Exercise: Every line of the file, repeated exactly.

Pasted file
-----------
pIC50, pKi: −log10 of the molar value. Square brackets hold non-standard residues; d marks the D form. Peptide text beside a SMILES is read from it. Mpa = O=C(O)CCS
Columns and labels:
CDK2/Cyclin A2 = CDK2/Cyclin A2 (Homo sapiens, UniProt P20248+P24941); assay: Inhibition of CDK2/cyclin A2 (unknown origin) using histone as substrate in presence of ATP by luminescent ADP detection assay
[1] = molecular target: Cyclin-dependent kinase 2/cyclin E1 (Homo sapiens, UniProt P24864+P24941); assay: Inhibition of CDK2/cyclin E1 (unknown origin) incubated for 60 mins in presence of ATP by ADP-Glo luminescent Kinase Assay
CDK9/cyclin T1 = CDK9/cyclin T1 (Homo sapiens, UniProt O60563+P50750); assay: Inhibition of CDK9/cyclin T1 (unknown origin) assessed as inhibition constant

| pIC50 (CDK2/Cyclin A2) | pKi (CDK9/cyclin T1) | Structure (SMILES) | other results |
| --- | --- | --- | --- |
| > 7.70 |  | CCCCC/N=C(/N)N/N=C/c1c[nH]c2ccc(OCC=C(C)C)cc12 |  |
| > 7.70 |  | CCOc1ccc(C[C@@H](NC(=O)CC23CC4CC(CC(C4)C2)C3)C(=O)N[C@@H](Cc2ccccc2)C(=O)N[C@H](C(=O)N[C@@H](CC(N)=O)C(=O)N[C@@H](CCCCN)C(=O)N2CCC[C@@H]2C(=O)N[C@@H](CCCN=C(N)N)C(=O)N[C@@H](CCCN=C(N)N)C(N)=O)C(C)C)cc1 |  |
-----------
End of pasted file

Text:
pIC50, pKi: −log10 of the molar value. Square brackets hold non-standard residues; d marks the D form. Peptide text beside a SMILES is read from it. Mpa = O=C(O)CCS
Columns and labels:
CDK2/Cyclin A2 = CDK2/Cyclin A2 (Homo sapiens, UniProt P20248+P24941); assay: Inhibition of CDK2/cyclin A2 (unknown origin) using histone as substrate in presence of ATP by luminescent ADP detection assay
[1] = molecular target: Cyclin-dependent kinase 2/cyclin E1 (Homo sapiens, UniProt P24864+P24941); assay: Inhibition of CDK2/cyclin E1 (unknown origin) incubated for 60 mins in presence of ATP by ADP-Glo luminescent Kinase Assay
CDK9/cyclin T1 = CDK9/cyclin T1 (Homo sapiens, UniProt O60563+P50750); assay: Inhibition of CDK9/cyclin T1 (unknown origin) assessed as inhibition constant

| pIC50 (CDK2/Cyclin A2) | pKi (CDK9/cyclin T1) | Structure (SMILES) | other results |
| --- | --- | --- | --- |
| > 7.70 |  | CCCCC/N=C(/N)N/N=C/c1c[nH]c2ccc(OCC=C(C)C)cc12 |  |
| > 7.70 |  | CCOc1ccc(C[C@@H](NC(=O)CC23CC4CC(CC(C4)C2)C3)C(=O)N[C@@H](Cc2ccccc2)C(=O)N[C@H](C(=O)N[C@@H](CC(N)=O)C(=O)N[C@@H](CCCCN)C(=O)N2CCC[C@@H]2C(=O)N[C@@H](CCCN=C(N)N)C(=O)N[C@@H](CCCN=C(N)N)C(N)=O)C(C)C)cc1 |  |